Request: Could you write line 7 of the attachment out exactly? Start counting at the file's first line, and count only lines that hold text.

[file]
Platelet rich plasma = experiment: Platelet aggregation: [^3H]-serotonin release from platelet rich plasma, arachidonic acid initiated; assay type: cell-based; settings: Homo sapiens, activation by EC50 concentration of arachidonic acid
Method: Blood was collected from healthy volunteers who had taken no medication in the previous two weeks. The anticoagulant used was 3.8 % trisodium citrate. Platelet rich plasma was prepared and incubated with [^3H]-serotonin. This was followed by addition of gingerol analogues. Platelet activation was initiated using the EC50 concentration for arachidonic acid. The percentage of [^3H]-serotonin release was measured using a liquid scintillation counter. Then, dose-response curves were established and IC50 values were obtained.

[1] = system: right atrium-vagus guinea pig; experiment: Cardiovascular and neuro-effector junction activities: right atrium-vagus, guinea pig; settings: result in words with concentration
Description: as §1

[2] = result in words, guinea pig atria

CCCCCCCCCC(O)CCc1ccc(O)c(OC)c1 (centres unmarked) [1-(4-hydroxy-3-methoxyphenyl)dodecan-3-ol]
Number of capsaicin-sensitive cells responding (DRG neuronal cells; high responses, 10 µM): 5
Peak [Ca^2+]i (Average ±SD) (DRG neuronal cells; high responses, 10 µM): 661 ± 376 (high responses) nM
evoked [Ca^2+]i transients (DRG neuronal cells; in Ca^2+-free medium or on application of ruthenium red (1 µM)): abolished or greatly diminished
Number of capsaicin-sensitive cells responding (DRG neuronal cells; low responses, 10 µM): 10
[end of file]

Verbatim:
Number of capsaicin-sensitive cells responding (DRG neuronal cells; high responses, 10 µM): 5